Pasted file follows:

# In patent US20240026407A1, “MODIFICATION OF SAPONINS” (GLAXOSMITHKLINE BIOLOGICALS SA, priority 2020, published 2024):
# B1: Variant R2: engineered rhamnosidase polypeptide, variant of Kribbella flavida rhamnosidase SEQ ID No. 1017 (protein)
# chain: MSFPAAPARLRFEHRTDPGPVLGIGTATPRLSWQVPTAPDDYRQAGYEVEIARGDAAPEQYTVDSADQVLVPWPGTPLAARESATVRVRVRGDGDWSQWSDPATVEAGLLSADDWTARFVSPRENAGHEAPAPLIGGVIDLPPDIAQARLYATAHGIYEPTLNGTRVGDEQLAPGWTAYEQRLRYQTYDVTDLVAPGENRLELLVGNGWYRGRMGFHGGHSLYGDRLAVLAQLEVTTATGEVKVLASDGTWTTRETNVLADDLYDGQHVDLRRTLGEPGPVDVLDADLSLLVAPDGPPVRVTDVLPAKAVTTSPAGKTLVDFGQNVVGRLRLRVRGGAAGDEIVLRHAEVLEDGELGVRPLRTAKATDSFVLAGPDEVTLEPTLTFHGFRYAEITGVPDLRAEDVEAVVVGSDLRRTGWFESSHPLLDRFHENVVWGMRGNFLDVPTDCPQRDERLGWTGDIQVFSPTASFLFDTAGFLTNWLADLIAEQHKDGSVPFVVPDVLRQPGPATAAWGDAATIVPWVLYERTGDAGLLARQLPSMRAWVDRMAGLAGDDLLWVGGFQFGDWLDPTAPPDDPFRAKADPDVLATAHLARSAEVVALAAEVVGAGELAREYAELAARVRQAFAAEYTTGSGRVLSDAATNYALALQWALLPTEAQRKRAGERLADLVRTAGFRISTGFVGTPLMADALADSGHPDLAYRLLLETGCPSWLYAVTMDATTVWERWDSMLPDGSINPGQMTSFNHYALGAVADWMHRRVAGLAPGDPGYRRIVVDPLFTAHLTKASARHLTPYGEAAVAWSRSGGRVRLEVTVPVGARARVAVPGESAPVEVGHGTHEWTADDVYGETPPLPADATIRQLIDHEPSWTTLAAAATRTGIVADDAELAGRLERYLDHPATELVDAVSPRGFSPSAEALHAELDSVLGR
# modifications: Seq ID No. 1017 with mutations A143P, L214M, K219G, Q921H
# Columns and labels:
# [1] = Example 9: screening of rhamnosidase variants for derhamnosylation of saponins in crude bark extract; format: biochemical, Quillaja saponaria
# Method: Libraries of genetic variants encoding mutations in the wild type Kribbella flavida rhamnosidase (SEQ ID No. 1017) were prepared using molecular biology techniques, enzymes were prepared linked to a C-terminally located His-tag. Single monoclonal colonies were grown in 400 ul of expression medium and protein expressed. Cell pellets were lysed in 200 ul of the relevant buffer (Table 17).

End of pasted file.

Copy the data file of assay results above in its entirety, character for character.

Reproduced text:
# In patent US20240026407A1, “MODIFICATION OF SAPONINS” (GLAXOSMITHKLINE BIOLOGICALS SA, priority 2020, published 2024):
# B1: Variant R2: engineered rhamnosidase polypeptide, variant of Kribbella flavida rhamnosidase SEQ ID No. 1017 (protein)
# chain: MSFPAAPARLRFEHRTDPGPVLGIGTATPRLSWQVPTAPDDYRQAGYEVEIARGDAAPEQYTVDSADQVLVPWPGTPLAARESATVRVRVRGDGDWSQWSDPATVEAGLLSADDWTARFVSPRENAGHEAPAPLIGGVIDLPPDIAQARLYATAHGIYEPTLNGTRVGDEQLAPGWTAYEQRLRYQTYDVTDLVAPGENRLELLVGNGWYRGRMGFHGGHSLYGDRLAVLAQLEVTTATGEVKVLASDGTWTTRETNVLADDLYDGQHVDLRRTLGEPGPVDVLDADLSLLVAPDGPPVRVTDVLPAKAVTTSPAGKTLVDFGQNVVGRLRLRVRGGAAGDEIVLRHAEVLEDGELGVRPLRTAKATDSFVLAGPDEVTLEPTLTFHGFRYAEITGVPDLRAEDVEAVVVGSDLRRTGWFESSHPLLDRFHENVVWGMRGNFLDVPTDCPQRDERLGWTGDIQVFSPTASFLFDTAGFLTNWLADLIAEQHKDGSVPFVVPDVLRQPGPATAAWGDAATIVPWVLYERTGDAGLLARQLPSMRAWVDRMAGLAGDDLLWVGGFQFGDWLDPTAPPDDPFRAKADPDVLATAHLARSAEVVALAAEVVGAGELAREYAELAARVRQAFAAEYTTGSGRVLSDAATNYALALQWALLPTEAQRKRAGERLADLVRTAGFRISTGFVGTPLMADALADSGHPDLAYRLLLETGCPSWLYAVTMDATTVWERWDSMLPDGSINPGQMTSFNHYALGAVADWMHRRVAGLAPGDPGYRRIVVDPLFTAHLTKASARHLTPYGEAAVAWSRSGGRVRLEVTVPVGARARVAVPGESAPVEVGHGTHEWTADDVYGETPPLPADATIRQLIDHEPSWTTLAAAATRTGIVADDAELAGRLERYLDHPATELVDAVSPRGFSPSAEALHAELDSVLGR
# modifications: Seq ID No. 1017 with mutations A143P, L214M, K219G, Q921H
# Columns and labels:
# [1] = Example 9: screening of rhamnosidase variants for derhamnosylation of saponins in crude bark extract; format: biochemical, Quillaja saponaria
# Method: Libraries of genetic variants encoding mutations in the wild type Kribbella flavida rhamnosidase (SEQ ID No. 1017) were prepared using molecular biology techniques, enzymes were prepared linked to a C-terminally located His-tag. Single monoclonal colonies were grown in 400 ul of expression medium and protein expressed. Cell pellets were lysed in 200 ul of the relevant buffer (Table 17).